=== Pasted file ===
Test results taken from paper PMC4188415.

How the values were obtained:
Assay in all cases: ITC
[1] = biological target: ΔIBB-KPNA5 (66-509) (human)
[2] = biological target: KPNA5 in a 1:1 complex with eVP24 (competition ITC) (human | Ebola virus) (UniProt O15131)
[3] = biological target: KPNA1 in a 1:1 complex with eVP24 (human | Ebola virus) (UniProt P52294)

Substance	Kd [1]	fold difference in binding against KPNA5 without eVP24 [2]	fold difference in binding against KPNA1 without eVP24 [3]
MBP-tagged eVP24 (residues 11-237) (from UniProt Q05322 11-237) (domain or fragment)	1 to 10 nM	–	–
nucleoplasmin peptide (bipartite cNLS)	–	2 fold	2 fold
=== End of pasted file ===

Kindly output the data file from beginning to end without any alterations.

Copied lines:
Test results taken from paper PMC4188415.

How the values were obtained:
Assay in all cases: ITC
[1] = biological target: ΔIBB-KPNA5 (66-509) (human)
[2] = biological target: KPNA5 in a 1:1 complex with eVP24 (competition ITC) (human | Ebola virus) (UniProt O15131)
[3] = biological target: KPNA1 in a 1:1 complex with eVP24 (human | Ebola virus) (UniProt P52294)

Substance	Kd [1]	fold difference in binding against KPNA5 without eVP24 [2]	fold difference in binding against KPNA1 without eVP24 [3]
MBP-tagged eVP24 (residues 11-237) (from UniProt Q05322 11-237) (domain or fragment)	1 to 10 nM	–	–
nucleoplasmin peptide (bipartite cNLS)	–	2 fold	2 fold